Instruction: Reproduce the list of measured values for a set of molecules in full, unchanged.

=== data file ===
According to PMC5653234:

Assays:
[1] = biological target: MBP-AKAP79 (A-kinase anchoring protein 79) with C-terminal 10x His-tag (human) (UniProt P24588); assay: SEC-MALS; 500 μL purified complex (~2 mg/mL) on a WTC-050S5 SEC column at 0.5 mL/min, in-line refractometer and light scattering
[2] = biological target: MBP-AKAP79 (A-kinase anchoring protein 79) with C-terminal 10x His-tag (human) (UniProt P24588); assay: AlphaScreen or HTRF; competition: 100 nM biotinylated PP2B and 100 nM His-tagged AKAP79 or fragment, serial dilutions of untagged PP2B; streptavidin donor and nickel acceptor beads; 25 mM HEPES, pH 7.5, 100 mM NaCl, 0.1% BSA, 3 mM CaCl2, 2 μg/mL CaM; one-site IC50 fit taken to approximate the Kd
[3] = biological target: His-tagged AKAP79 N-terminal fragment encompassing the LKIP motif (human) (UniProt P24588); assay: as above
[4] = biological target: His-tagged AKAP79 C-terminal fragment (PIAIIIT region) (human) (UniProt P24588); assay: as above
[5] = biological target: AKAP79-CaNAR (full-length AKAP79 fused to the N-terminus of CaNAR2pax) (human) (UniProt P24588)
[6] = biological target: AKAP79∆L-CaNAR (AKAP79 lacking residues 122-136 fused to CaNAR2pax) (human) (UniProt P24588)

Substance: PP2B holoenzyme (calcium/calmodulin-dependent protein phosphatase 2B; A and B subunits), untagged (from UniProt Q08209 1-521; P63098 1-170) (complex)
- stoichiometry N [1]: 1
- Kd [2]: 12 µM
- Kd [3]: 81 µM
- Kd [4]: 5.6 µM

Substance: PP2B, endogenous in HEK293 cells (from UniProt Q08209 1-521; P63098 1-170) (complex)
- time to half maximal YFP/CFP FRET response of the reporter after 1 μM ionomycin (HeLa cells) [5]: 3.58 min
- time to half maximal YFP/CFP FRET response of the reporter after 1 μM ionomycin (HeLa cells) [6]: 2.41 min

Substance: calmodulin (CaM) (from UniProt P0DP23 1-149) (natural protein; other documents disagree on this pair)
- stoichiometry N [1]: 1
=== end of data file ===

According to PMC5653234:

Assays:
[1] = biological target: MBP-AKAP79 (A-kinase anchoring protein 79) with C-terminal 10x His-tag (human) (UniProt P24588); assay: SEC-MALS; 500 μL purified complex (~2 mg/mL) on a WTC-050S5 SEC column at 0.5 mL/min, in-line refractometer and light scattering
[2] = biological target: MBP-AKAP79 (A-kinase anchoring protein 79) with C-terminal 10x His-tag (human) (UniProt P24588); assay: AlphaScreen or HTRF; competition: 100 nM biotinylated PP2B and 100 nM His-tagged AKAP79 or fragment, serial dilutions of untagged PP2B; streptavidin donor and nickel acceptor beads; 25 mM HEPES, pH 7.5, 100 mM NaCl, 0.1% BSA, 3 mM CaCl2, 2 μg/mL CaM; one-site IC50 fit taken to approximate the Kd
[3] = biological target: His-tagged AKAP79 N-terminal fragment encompassing the LKIP motif (human) (UniProt P24588); assay: as above
[4] = biological target: His-tagged AKAP79 C-terminal fragment (PIAIIIT region) (human) (UniProt P24588); assay: as above
[5] = biological target: AKAP79-CaNAR (full-length AKAP79 fused to the N-terminus of CaNAR2pax) (human) (UniProt P24588)
[6] = biological target: AKAP79∆L-CaNAR (AKAP79 lacking residues 122-136 fused to CaNAR2pax) (human) (UniProt P24588)

Substance: PP2B holoenzyme (calcium/calmodulin-dependent protein phosphatase 2B; A and B subunits), untagged (from UniProt Q08209 1-521; P63098 1-170) (complex)
- stoichiometry N [1]: 1
- Kd [2]: 12 µM
- Kd [3]: 81 µM
- Kd [4]: 5.6 µM

Substance: PP2B, endogenous in HEK293 cells (from UniProt Q08209 1-521; P63098 1-170) (complex)
- time to half maximal YFP/CFP FRET response of the reporter after 1 μM ionomycin (HeLa cells) [5]: 3.58 min
- time to half maximal YFP/CFP FRET response of the reporter after 1 μM ionomycin (HeLa cells) [6]: 2.41 min

Substance: calmodulin (CaM) (from UniProt P0DP23 1-149) (natural protein; other documents disagree on this pair)
- stoichiometry N [1]: 1